TAKAHASHI Nobuyuki Professor
Research Subject

Theoretical and behavioral studies on social exchange, the problem of social order, and fairness

Research Fields
Social psychology
Faculty - Division / Research Group / Laboratory
Division of Human Sciences / Research Group of Behavioral Science / Laboratory of Behavioral Science
Graduate School - Division / Department / Laboratory
Division of Human Sciences / Department of Behavioral Science / Laboratory of Behavioral Science
School - Course / Laboratory
Division of Humanities and Human Sciences / Course of Human Sciences / Laboratory of Behavioral Science

Office/Lab: E407
FAX: +81-11-706-3066
Email: ntakahas(at)let.hokudai.ac.jp
Replace “(at)” with “@” when sending email.

Foreign exchange students who want to be research students (including Japanese residents) should apply for the designated period in accordance with the “Research Student Application Guidelines”. Even if you send an email directly to the staff, there is no reply.
Related Links


Laboratory of Behavioral ScienceTAKAHASHI Nobuyuki Professor

Exchanges of money, services and affection:
Probing interrelations between individuals and society

The term “social exchanges” refers to the mutual exchanges of things that human society regards as resources, such as money, services and information, as well as exchanges of other things that humans regard as valuable, such as affection and respect.

Our modern society is unprecedented in human history in terms of shifting from small groups to large groups and from the unity of relatives and acquaintances to the company of complete strangers. Our information-intensive society creates personal relationships where people don’t communicate face to face, creating suspicion among those who lack the mental framework to deal with such relationships. Macro-level social phenomena ultimately derive from micro-level minds and behaviors, but there are no direct causal relationships between these two levels. Each individual thinks and makes decisions, and the aggregate behaviors are visible and effect society. But this effect is not a simple aggregation of individual thoughts and behaviors, as no individual makes decisions entirely independently from other individuals. An individual’s decision inevitably depends on the decisions of others, because for each individual, there are a number of agents who influence their decisions. Yet, at the same time, such agents and other people are influenced by individual choices. When such a mutual process of effect exists, social phenomena that people did not intend or expect can emerge. Unraveling the mutual construction of an individual’s mind and society is the goal of my research.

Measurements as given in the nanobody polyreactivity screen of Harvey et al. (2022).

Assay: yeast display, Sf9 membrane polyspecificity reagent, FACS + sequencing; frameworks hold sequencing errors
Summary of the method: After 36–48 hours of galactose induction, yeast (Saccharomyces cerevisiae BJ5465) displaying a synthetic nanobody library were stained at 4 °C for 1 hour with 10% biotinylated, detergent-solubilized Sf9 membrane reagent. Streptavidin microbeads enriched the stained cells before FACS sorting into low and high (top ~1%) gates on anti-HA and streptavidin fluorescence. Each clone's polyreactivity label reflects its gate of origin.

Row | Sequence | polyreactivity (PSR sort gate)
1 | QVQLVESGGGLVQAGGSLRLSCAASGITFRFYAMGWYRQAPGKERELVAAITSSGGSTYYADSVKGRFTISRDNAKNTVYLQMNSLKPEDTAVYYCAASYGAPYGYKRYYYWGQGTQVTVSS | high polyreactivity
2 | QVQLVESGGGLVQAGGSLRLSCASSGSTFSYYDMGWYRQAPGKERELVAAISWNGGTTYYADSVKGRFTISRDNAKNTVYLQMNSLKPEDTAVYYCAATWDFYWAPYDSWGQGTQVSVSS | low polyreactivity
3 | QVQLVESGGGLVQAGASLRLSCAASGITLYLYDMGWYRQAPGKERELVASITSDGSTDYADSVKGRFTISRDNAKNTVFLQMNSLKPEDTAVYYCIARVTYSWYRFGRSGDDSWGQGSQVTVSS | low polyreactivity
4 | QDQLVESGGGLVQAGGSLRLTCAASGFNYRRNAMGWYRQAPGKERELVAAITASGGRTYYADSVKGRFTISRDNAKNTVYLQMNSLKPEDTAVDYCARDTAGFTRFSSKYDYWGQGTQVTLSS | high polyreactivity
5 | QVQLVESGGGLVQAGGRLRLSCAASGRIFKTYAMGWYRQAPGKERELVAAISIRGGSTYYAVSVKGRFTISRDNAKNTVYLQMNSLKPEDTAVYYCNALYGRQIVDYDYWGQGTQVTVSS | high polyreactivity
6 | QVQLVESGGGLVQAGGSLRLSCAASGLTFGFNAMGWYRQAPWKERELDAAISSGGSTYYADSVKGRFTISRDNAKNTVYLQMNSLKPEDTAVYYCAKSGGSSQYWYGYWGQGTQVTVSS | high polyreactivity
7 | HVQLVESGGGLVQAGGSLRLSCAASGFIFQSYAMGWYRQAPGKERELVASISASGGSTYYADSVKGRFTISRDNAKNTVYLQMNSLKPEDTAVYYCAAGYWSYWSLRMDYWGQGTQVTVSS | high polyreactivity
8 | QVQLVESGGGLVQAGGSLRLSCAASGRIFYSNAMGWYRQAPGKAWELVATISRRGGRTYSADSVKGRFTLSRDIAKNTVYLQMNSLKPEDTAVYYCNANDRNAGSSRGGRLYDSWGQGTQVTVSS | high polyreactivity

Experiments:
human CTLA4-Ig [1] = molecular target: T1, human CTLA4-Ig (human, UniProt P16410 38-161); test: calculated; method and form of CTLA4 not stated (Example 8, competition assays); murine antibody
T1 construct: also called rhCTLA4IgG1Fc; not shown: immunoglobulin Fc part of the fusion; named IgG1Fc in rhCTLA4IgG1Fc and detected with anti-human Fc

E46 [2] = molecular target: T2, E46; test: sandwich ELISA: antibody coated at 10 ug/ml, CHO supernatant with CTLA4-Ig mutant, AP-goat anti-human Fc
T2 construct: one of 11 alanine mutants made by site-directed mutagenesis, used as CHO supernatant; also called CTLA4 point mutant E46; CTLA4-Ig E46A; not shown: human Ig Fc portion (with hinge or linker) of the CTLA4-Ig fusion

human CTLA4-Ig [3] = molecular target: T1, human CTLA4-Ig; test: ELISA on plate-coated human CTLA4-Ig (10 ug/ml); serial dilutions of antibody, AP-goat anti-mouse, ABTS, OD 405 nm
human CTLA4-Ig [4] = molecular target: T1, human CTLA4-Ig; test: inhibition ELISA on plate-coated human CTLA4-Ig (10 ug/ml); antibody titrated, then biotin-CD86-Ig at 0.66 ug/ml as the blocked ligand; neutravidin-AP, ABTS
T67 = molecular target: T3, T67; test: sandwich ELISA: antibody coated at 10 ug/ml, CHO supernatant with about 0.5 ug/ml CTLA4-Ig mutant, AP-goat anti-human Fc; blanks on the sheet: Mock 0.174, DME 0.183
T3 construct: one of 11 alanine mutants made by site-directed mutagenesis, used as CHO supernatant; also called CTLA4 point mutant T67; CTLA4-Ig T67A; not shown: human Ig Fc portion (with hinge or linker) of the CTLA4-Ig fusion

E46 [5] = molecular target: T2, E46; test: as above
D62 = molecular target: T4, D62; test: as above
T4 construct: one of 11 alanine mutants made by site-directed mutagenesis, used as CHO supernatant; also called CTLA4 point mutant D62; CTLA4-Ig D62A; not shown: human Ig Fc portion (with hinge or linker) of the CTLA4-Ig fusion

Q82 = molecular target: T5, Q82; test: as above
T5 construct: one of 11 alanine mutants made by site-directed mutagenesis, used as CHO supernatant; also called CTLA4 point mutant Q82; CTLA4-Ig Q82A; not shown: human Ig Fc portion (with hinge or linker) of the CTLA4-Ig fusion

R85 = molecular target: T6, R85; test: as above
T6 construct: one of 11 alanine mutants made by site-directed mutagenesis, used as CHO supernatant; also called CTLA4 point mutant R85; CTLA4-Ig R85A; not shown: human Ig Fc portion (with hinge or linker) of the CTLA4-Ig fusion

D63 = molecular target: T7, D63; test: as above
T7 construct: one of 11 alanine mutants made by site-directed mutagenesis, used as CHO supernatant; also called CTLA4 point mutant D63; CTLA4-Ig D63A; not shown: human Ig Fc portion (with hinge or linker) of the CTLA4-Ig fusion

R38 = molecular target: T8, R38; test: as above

A book co-authored by Professor Takahashi and other professors at Hokkaido University
An example of successful exchanges excerpted from lesson slides

Instruction based on frequent face-to-face communication:
Cultivate students’ thinking skills and insight into society.

Graduate students who are currently under my supervision are exploring the issue of unfairness in in-groups: Can people interact beyond the framework of the group to which they belong? I always tell my students to visit me if they’re looking for advice. I’m willing to provide frequent face-to-face support.

In conducting research on social psychology, one must take a stance that values curiosity and imagination. Are the actions you’ve taken based on common sense, or not? The ability to think about questions rigorously, persistently and continuously helps foster insights into society. Why not immerse yourself in an environment where the students routinely communicate in English with postdoctoral researchers from overseas?


Modern society is currently facing various problems, mostly due to the discrepancy between what humans have acquired in the process of evolution and what modern society requires its members. So many characteristics of modern society, such as its drastically increased size, the tremendous amount of information circulating in society, and its advanced transportation technology, are all new to humans. Our psychological mechanisms that were once adaptive in the hunting-gathering society are no longer adaptive in modern society. On the other hand, we have not yet acquired psychological mechanisms adaptive in modern society. Nevertheless, the resolution of various social problems is urgent.

Therefore, we must find a way to manage a highly advanced industrial and information society. In order to achieve this goal, we need to investigate the interdependence between beliefs and behaviors at the individual level and institutions at the societal level.

Employing the above perspective, our lab is conducting research (such as how altruism could be adaptive and the adaptive advantage of having a sense of fairness) in close collaboration with faculty members and students. Regardless of the content of each person’s research, members in our department exchange ideas make critical comments with each other. It is the characteristic of our department regardless of the lab. Why not join us to start a new study that could contribute to creating a better new world?